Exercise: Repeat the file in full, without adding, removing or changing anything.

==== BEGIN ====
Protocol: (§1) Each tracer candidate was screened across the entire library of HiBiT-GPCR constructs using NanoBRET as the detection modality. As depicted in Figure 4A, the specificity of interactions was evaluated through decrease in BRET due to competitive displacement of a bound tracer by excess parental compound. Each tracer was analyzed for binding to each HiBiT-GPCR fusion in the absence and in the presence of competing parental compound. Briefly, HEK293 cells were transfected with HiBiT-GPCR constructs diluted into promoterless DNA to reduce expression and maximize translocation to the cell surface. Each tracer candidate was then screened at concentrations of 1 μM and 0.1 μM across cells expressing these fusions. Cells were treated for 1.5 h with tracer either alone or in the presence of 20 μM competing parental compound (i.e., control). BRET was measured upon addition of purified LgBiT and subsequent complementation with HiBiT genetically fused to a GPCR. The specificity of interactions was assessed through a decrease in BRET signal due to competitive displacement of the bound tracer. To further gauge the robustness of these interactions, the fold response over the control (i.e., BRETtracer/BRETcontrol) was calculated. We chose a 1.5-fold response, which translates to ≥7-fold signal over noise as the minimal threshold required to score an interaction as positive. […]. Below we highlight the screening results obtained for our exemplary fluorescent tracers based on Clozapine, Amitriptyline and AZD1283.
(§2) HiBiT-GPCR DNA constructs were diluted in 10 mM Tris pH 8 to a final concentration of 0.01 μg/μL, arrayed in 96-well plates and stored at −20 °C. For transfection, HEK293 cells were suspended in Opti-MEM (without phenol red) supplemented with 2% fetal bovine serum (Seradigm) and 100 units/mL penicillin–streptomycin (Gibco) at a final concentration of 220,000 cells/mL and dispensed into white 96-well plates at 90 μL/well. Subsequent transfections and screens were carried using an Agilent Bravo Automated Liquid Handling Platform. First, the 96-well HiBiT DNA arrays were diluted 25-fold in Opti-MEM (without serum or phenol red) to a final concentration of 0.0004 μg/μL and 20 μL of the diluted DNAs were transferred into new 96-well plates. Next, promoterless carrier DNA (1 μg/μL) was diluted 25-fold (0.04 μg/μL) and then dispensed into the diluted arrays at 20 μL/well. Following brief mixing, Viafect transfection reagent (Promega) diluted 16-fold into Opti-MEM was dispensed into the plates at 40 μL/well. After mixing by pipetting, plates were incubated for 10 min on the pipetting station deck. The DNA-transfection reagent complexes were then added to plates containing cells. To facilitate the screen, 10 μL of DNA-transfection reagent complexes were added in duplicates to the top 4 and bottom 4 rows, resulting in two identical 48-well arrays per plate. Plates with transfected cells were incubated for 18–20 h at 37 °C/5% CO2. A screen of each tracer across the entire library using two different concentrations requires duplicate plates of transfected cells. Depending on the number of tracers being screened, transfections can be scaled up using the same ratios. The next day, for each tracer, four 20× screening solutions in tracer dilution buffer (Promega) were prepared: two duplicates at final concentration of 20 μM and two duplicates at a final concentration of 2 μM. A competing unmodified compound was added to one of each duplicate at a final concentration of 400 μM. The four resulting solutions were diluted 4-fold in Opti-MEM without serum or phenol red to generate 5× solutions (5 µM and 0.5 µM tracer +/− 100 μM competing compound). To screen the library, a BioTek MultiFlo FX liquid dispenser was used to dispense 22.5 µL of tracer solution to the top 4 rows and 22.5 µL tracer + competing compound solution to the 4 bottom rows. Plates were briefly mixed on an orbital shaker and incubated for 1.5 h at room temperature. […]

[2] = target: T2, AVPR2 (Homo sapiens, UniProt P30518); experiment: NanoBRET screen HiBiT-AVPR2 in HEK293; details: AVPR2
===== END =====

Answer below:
Protocol: (§1) Each tracer candidate was screened across the entire library of HiBiT-GPCR constructs using NanoBRET as the detection modality. As depicted in Figure 4A, the specificity of interactions was evaluated through decrease in BRET due to competitive displacement of a bound tracer by excess parental compound. Each tracer was analyzed for binding to each HiBiT-GPCR fusion in the absence and in the presence of competing parental compound. Briefly, HEK293 cells were transfected with HiBiT-GPCR constructs diluted into promoterless DNA to reduce expression and maximize translocation to the cell surface. Each tracer candidate was then screened at concentrations of 1 μM and 0.1 μM across cells expressing these fusions. Cells were treated for 1.5 h with tracer either alone or in the presence of 20 μM competing parental compound (i.e., control). BRET was measured upon addition of purified LgBiT and subsequent complementation with HiBiT genetically fused to a GPCR. The specificity of interactions was assessed through a decrease in BRET signal due to competitive displacement of the bound tracer. To further gauge the robustness of these interactions, the fold response over the control (i.e., BRETtracer/BRETcontrol) was calculated. We chose a 1.5-fold response, which translates to ≥7-fold signal over noise as the minimal threshold required to score an interaction as positive. […]. Below we highlight the screening results obtained for our exemplary fluorescent tracers based on Clozapine, Amitriptyline and AZD1283.
(§2) HiBiT-GPCR DNA constructs were diluted in 10 mM Tris pH 8 to a final concentration of 0.01 μg/μL, arrayed in 96-well plates and stored at −20 °C. For transfection, HEK293 cells were suspended in Opti-MEM (without phenol red) supplemented with 2% fetal bovine serum (Seradigm) and 100 units/mL penicillin–streptomycin (Gibco) at a final concentration of 220,000 cells/mL and dispensed into white 96-well plates at 90 μL/well. Subsequent transfections and screens were carried using an Agilent Bravo Automated Liquid Handling Platform. First, the 96-well HiBiT DNA arrays were diluted 25-fold in Opti-MEM (without serum or phenol red) to a final concentration of 0.0004 μg/μL and 20 μL of the diluted DNAs were transferred into new 96-well plates. Next, promoterless carrier DNA (1 μg/μL) was diluted 25-fold (0.04 μg/μL) and then dispensed into the diluted arrays at 20 μL/well. Following brief mixing, Viafect transfection reagent (Promega) diluted 16-fold into Opti-MEM was dispensed into the plates at 40 μL/well. After mixing by pipetting, plates were incubated for 10 min on the pipetting station deck. The DNA-transfection reagent complexes were then added to plates containing cells. To facilitate the screen, 10 μL of DNA-transfection reagent complexes were added in duplicates to the top 4 and bottom 4 rows, resulting in two identical 48-well arrays per plate. Plates with transfected cells were incubated for 18–20 h at 37 °C/5% CO2. A screen of each tracer across the entire library using two different concentrations requires duplicate plates of transfected cells. Depending on the number of tracers being screened, transfections can be scaled up using the same ratios. The next day, for each tracer, four 20× screening solutions in tracer dilution buffer (Promega) were prepared: two duplicates at final concentration of 20 μM and two duplicates at a final concentration of 2 μM. A competing unmodified compound was added to one of each duplicate at a final concentration of 400 μM. The four resulting solutions were diluted 4-fold in Opti-MEM without serum or phenol red to generate 5× solutions (5 µM and 0.5 µM tracer +/− 100 μM competing compound). To screen the library, a BioTek MultiFlo FX liquid dispenser was used to dispense 22.5 µL of tracer solution to the top 4 rows and 22.5 µL tracer + competing compound solution to the 4 bottom rows. Plates were briefly mixed on an orbital shaker and incubated for 1.5 h at room temperature. […]

[2] = target: T2, AVPR2 (Homo sapiens, UniProt P30518); experiment: NanoBRET screen HiBiT-AVPR2 in HEK293; details: AVPR2